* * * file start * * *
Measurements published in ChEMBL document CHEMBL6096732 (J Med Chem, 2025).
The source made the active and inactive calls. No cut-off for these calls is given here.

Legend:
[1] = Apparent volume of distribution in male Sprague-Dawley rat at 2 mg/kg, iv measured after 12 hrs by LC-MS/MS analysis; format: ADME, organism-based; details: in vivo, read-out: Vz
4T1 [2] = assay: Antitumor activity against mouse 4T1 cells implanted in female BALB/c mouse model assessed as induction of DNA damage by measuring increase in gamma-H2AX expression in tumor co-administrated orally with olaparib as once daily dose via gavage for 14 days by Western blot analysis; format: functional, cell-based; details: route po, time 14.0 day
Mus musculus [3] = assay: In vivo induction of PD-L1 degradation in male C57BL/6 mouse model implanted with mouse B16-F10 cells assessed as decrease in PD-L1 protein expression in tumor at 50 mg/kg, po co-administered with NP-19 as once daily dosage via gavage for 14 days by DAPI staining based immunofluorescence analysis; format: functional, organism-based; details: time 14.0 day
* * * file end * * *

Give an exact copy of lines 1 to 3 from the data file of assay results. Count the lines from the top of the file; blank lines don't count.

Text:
Measurements published in ChEMBL document CHEMBL6096732 (J Med Chem, 2025).
The source made the active and inactive calls. No cut-off for these calls is given here.

Legend: